RRCHNM Receives 2 NEH Grants to Offer Summer Institutes in 2016

NEH LogoThe National Endowment for the Humanities has awarded two grants to the Roy Rosenzweig Center for History and New Media to fund professional development opportunities next summer.

With this generous support, Sharon Leon and Sheila Brennan will organize and host, “Doing Digital History 2016,” an Institute for Advanced Topics in the Digital Humanities. Designed for novices, the team will invite applications from mid-career American historians who have limited or no training in using digital methods and tools, and who lack a supportive digital community at their home institutions. After an intensive two-week institute in summer 2016, the 25 participating scholars will leave with the confidence, skills, and abilities to develop digital history scholarship, to evaluate digital projects, and to instruct students in digital methods. This institute is part of a larger effort at RRCHNM to grow the field of practicing digital history and digital art history scholars.

The second award is a Landmarks in American History grant for “Graffiti Houses: The Civil War from the Perspective of Individual Soldiers.” This project, led by Stephen Robertson and Jennifer Rosenfeld, will develop two week-long summer teacher institutes that focus on the Civil War through the lives of soldiers who left their mark in Northern Virginia landmarks now known as “Civil War Graffiti Houses.” Workshop participants will select a piece of graffiti from these locations and begin to piece together the story of the individual who created it. Through research trips to the National Archives and to Gettysburg (where many of the soldiers eventually fought and are memorialized), as well as lectures, discussions, and hands-on workshops in photography, digital mapping, and online exhibit building, participating teachers will experience “doing history” and develop strategies based on those experiences to use in their own classrooms.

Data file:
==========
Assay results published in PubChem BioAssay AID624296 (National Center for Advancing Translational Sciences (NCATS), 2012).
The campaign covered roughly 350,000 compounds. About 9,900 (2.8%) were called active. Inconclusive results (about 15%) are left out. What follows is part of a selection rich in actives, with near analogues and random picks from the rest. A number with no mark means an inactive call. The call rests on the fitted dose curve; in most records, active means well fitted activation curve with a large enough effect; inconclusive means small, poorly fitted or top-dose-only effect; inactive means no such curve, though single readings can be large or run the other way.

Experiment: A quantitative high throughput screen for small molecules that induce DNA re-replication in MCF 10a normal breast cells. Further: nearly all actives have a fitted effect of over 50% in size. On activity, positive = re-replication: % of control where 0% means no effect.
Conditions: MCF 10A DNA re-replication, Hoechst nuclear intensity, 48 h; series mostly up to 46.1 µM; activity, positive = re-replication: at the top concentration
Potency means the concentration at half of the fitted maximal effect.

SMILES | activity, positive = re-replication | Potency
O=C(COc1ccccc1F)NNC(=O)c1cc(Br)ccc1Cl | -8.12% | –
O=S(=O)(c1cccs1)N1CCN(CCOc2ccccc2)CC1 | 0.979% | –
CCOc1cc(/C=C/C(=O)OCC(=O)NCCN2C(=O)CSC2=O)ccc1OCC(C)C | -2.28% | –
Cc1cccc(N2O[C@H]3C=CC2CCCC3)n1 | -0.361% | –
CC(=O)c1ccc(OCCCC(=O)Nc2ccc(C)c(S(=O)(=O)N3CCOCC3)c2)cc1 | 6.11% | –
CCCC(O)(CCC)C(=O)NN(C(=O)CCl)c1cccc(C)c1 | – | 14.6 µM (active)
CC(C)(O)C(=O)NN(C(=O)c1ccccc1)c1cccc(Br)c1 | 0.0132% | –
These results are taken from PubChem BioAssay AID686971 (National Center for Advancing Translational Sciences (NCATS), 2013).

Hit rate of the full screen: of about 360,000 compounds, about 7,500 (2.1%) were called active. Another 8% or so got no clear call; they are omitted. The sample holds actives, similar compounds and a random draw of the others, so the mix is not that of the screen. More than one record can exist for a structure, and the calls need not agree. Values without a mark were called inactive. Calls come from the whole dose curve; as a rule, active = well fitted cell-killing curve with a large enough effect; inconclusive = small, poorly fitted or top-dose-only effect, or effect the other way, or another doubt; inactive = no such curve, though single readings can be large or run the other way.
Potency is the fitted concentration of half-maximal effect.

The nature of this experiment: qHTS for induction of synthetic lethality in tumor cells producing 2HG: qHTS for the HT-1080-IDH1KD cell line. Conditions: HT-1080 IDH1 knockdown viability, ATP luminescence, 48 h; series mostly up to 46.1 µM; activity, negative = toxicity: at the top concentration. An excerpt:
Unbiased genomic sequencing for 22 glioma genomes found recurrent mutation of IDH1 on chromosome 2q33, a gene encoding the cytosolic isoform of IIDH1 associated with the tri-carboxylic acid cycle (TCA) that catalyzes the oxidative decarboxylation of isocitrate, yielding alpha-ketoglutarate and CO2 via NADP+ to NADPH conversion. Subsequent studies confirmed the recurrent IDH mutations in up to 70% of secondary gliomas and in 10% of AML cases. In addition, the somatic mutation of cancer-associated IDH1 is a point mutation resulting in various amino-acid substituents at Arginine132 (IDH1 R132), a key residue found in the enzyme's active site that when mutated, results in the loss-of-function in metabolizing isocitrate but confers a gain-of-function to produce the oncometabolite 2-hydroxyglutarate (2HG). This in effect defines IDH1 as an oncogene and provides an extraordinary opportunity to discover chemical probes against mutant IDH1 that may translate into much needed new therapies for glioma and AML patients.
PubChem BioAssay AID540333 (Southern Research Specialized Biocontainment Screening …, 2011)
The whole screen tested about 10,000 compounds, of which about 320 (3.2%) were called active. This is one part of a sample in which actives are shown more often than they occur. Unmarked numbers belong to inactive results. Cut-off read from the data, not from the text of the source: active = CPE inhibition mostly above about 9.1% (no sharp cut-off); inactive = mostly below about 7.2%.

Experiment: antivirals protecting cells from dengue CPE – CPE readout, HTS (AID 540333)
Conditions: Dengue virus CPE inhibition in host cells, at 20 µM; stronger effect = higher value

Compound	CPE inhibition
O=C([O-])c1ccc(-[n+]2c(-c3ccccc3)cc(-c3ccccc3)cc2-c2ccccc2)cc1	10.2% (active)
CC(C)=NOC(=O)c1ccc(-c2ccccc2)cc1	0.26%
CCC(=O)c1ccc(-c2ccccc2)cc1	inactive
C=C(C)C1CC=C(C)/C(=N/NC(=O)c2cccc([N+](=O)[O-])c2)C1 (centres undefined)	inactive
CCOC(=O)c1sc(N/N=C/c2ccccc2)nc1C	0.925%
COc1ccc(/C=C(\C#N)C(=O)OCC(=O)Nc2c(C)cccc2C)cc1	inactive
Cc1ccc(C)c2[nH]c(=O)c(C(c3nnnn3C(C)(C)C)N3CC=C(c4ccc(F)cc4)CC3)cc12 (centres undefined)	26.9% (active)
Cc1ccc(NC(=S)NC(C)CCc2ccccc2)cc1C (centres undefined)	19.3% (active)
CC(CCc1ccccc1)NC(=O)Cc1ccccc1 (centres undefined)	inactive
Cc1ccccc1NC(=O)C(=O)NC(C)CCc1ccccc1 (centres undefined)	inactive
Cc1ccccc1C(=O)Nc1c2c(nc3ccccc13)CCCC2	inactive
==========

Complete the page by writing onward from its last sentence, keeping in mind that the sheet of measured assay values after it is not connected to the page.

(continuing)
Planning for both projects will begin in the fall.

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Since 1994, the Center for History and New Media at George Mason University has used digital media and computer technology to democratize history—to incorporate multiple voices, reach diverse audiences, and encourage popular participation in presenting and preserving the past. We sponsor more than two dozen digital history projects and offer free tools and resources for historians. Learn More

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